In pushing the limits of standard chaos, Candy has been a transitory force within the hardcore music scene since their debut in March of 2017. Refusing to adhere to the paradigms and principles of hardcore, punk, metal, pop, or whatever label the listener has tried to affix onto them; they’ve created a space all their own.
With their Triple B Records debut Candy Says in the fall of 2017, listeners were violently ushered into Candy’s own dystopian soundscape. Synthesizing influences from punk and hardcore from across the globe such as Bastard, Discharge, Cro-Mags, and Integrity; the group demonstrated their ability to match the energy of their inspirators while creating an experience vehemently theirs’s. From the deep guttural cry of vocalist Zak Quiram on “Love Wants More Love” to Michael Quick’s contemplative guitar work on the title track “Candy Says”, we see all the working parts of a band hell bent on warping the reality of its listener. The use of shimmery chorus effects over down-tuned guitars only works to further affirm the sweet/grotesque dichotomy of Candy’s brand.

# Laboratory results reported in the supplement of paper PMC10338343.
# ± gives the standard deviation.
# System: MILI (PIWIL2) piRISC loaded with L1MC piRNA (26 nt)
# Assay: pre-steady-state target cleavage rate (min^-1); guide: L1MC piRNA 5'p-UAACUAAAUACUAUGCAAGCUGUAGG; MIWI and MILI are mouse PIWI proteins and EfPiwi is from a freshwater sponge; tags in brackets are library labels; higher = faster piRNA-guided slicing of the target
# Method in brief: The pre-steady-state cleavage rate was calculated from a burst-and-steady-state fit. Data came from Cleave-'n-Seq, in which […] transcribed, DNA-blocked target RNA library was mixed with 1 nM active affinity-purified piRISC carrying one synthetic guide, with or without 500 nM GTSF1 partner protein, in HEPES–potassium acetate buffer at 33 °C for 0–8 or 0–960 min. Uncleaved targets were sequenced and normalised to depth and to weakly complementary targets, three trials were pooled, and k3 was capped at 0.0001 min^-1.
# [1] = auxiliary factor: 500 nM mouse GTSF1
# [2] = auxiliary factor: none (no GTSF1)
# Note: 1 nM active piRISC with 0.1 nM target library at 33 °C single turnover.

Over the course of a year and some change, with a handful of live appearances, Candy has rendered the performatory aspects of their art down to a science. Playing to increasingly larger and larger audiences, they are able to create a unique atmosphere each and every show that leaves the crowd equal parts satisfied and hungry for more.
Now, Candy has once again teamed up with Triple B Records for their most fantastical and sinister release yet. Keeping in line with the artistic dualities of pleasure and pain, fact and fiction, peace and violence, their debut LP Good to Feel delivers 9 songs of their most ambitious and focused material to date. Aligning with the esteemed engineer and producer Arthur Rizk, Candy has finally achieved the type of artistry that transcends the confines of its own medium. Where they once dabbled in the marriage of noise and image, Good to Feel succeeds in its pull from deep cinematic wells. Utilizing the atmosphere of films such as Escape from New York and Akira, Candy’s new record grants the listener a psychotic joyride into a world one misstep away from absolute obliteration. Environmental devastation, police violence, political corruption, and a myriad of tragedies privy to the human experience all make their way into the vaudeville demonstration that is Good to Feel.